The San Francisco 49ers tried their best to move on from Jimmy Garoppolo. They drafted and groomed a successor last year. They advertised Garoppolo’s availability to all would-be trade suitors. They even politely excused him from training camp this summer.
Short of changing their phone number and hiding behind drawn curtains when he rang the doorbell at team headquarters, they did everything they possibly could have done to make their starting quarterback feel unwanted.
It didn’t work. Garoppolo, the 49ers’ once and future quarterback, will again be under center after a season-ending ankle injury sidelined his much-anticipated replacement, Trey Lance, last week.
Garoppolo and the 49ers did not choose to remain together in 2022 so much as remaining together chose them. That’s because quarterbacks of Garoppolo’s N.F.L. stratum — game managers, caretakers, plain-and-tall project coordinators — are easy to criticize but surprisingly difficult to replace.
When the 49ers traded for Garoppolo in October 2017, he was a not-so-young prospect who had spent three years wilting in Tom Brady’s shadow. After a 2018 season marred by injury, Garoppolo “led” the 49ers to the Super Bowl after the 2019 season in the same way a student council president leads a senior class to graduation. With their star-studded defense and Coach Kyle Shanahan’s child-proofed game plans, that’s where they were headed anyway.
Garoppolo completed just six passes in that season’s N.F.C. championship victory over the Green Bay Packers. At times, his position looked almost honorary.
The 49ers led Kansas City, 20-10, late in Super Bowl LIV, but in the fourth quarter, Garoppolo completed just 3 of 11 passes with an interception, got sacked and had several glaring miscues as Kansas City came back for a 31-20 victory.
When Garoppolo was again injured in 2020, Shanahan’s eye began to wander.
Enter Trey Lance, who arrived in the 2021 draft class with the arm of John Elway, the legs of Steve Young and the N.F.L. readiness of a precocious teenager. Lance left North Dakota State when all but one game of his final collegiate season was postponed because of the Covid-19 pandemic, leaving him with just 17 career starts in college, against lower-level competition.
Lance was a mysterious combination of raw tools, potential and Paul Bunyan tales of long-ago exploits against Montana State. That made him a dangerous controlled substance for a coach and franchise weary of hiding their quarterback’s limitations. The 49ers traded three first-round picks and a third-rounder for the right to select Lance.
The 49ers once again embarked on a deep playoff run in 2021, with Garoppolo behind the wheel of Shanahan’s self-driving sports car and rookie intern Lance making some bumbling-but-promising cameos. Garoppolo’s relative success did not matter: The 49ers were committed to Lance for 2022. They even formalized the arrangement with a much-publicized let’s-stay-friends lunch date in late July, when Garoppolo was officially uninvited to training camp.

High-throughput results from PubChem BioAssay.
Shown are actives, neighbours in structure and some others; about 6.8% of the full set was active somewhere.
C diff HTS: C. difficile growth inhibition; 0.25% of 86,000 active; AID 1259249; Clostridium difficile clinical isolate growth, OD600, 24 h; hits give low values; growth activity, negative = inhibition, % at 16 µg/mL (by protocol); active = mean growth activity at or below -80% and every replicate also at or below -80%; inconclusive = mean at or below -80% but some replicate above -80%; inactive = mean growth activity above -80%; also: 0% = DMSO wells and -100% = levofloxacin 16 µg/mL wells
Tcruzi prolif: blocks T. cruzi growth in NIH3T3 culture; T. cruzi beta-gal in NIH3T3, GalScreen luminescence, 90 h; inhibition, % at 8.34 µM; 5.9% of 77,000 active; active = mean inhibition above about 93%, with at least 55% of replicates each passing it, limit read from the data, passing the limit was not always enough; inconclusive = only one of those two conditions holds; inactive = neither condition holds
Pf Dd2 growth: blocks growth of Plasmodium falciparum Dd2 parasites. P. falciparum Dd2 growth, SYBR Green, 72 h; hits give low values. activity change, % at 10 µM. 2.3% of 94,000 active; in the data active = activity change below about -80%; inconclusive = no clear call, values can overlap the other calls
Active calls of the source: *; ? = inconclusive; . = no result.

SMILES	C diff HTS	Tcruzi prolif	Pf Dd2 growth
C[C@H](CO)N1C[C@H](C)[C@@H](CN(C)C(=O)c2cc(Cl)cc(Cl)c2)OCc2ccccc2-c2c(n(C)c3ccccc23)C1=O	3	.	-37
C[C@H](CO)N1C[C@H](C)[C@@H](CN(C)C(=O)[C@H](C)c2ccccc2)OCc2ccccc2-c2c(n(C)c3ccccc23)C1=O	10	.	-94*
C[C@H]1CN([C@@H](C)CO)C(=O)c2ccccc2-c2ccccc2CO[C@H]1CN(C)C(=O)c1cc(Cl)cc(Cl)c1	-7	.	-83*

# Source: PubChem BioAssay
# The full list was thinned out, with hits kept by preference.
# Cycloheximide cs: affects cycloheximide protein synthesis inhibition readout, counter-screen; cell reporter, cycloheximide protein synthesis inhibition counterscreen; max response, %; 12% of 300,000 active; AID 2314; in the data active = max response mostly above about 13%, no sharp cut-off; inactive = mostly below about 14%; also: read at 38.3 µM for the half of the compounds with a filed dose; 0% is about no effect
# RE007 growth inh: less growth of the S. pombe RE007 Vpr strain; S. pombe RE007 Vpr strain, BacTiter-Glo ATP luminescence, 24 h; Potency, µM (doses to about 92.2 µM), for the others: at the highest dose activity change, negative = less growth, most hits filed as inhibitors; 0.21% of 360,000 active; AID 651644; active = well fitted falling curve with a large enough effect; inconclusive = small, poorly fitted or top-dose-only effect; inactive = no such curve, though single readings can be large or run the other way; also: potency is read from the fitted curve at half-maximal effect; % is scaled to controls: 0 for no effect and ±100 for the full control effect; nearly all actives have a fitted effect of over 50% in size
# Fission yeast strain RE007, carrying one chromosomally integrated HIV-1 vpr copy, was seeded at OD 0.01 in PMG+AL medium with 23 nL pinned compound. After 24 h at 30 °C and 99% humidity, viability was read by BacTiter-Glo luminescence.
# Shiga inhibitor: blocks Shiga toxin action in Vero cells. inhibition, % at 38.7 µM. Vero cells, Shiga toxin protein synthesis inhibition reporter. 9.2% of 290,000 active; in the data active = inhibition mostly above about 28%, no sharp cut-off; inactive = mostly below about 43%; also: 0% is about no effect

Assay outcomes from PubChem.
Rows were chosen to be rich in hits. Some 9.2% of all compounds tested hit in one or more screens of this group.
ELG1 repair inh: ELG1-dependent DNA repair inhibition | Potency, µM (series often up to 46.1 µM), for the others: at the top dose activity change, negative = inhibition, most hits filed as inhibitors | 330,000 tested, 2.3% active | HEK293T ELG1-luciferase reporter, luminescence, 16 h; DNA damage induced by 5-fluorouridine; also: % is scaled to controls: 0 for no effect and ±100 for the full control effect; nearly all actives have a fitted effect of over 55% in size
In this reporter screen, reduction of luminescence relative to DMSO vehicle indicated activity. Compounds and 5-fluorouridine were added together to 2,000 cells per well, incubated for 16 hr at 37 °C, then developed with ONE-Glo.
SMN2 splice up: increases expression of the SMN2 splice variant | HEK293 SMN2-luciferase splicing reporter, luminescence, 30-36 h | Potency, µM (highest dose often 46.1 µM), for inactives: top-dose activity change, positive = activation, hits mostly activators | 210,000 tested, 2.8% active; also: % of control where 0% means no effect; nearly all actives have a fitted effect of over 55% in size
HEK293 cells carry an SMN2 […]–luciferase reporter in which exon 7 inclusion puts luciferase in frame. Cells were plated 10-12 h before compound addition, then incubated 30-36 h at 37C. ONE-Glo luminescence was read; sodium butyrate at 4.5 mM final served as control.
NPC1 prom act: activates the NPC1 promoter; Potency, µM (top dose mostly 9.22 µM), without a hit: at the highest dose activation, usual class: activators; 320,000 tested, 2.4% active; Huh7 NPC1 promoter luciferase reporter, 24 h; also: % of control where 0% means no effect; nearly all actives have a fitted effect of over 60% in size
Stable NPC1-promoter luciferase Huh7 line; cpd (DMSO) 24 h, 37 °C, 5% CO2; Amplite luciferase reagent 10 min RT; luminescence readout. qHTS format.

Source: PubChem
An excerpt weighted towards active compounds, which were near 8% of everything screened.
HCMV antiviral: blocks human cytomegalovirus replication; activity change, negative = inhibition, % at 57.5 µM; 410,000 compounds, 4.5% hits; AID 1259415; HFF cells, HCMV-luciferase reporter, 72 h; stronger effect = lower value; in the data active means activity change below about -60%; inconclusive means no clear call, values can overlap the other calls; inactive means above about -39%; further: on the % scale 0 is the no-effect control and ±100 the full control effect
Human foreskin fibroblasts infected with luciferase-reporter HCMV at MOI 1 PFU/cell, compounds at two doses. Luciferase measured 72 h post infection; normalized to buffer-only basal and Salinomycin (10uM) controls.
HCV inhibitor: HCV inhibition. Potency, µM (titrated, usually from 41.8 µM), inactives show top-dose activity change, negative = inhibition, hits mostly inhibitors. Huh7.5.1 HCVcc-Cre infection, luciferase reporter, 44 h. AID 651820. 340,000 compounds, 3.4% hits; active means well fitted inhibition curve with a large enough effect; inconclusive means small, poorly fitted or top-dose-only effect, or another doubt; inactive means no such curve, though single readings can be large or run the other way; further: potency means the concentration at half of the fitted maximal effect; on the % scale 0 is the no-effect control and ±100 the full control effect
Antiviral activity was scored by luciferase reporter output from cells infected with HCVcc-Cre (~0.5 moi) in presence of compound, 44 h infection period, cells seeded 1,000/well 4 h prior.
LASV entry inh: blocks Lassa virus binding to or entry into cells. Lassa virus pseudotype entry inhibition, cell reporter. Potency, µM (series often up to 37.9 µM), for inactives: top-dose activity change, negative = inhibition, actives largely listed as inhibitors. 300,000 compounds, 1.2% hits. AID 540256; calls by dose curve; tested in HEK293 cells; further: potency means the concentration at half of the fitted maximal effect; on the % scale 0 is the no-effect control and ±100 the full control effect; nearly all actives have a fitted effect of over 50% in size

The 49ers were motivated sellers, but no trade partners emerged for Garoppolo. Most quarterback situations around the league had already been settled. Rumors that Garoppolo “ghosted” the 49ers by not returning calls or texts every off-season did not exactly increase his marketability, nor did the $24.2 million he was due in the final year of his contract.
N.F.L. teams also tend to remain devoted to their own middling game-managers and are suspicious of those who reach the trade market. Quarterbacks like the Vikings’ Kirk Cousins and Raiders’ Derek Carr putter along for years despite failure to lead their teams to playoff success, their hefty contracts reflexively extended thanks to the same inertia that keeps cable companies in business: It takes less effort to overspend for moderate disappointment than to risk trying something new.
But trade for someone else’s overcompensated disappointment? Don’t be silly.
With the regular season looming, the 49ers were faced with two choices: release Garoppolo, absorbing his salary and leaving themselves without a veteran insurance policy behind Lance; or make the best of an extremely awkward situation. They chose the latter, restructuring Garoppolo’s contract in late August and reactivating his key fob. Strange bedfellows Shanahan, Lance and Garoppolo entered the 2022 season as the N.F.L.’s Odd Throuple.
A season that had the makings of a comic soap opera instead became a tragedy when Lance, coming off a shaky season-opening loss to the Chicago Bears, fractured his right ankle and suffered ligament damage in the first quarter of last Sunday’s game against the Seattle Seahawks. Garoppolo, true to form, handed off more than he passed, and stayed out of his defense’s way in a 27-7 victory.
Lance underwent surgery on Monday and is out for the 2022 season. The 49ers are Garoppolo’s team, sort of, again.
His return to the lineup does not change the 49ers’ short-term forecast very much. Fans looking forward to the fusion of Lance’s talent and Shanahan’s ergonomic offensive designs will be disappointed, but the 49ers have gone from a projected second-tier playoff team because of Lance’s growing pains to a projected second-tier playoff team because of Garoppolo’s ordinariness.
Look beyond 2022, however, and the 49ers have nothing to show for their carefully executed and costly succession plan but an injured prospect who has barely played any football in three years, a veteran who will leap at his first chance to escape his marriage of convenience in free agency, no first-round picks in 2023 and the type of embarrassment typically associated with begging an ex-partner to move back in to help you cover rent.
Sometimes, it’s better to settle than to strive. That’s not the lesson anyone should take away from the 49ers saga, but it’s the lesson the other N.F.L. teams are sure to take as warning.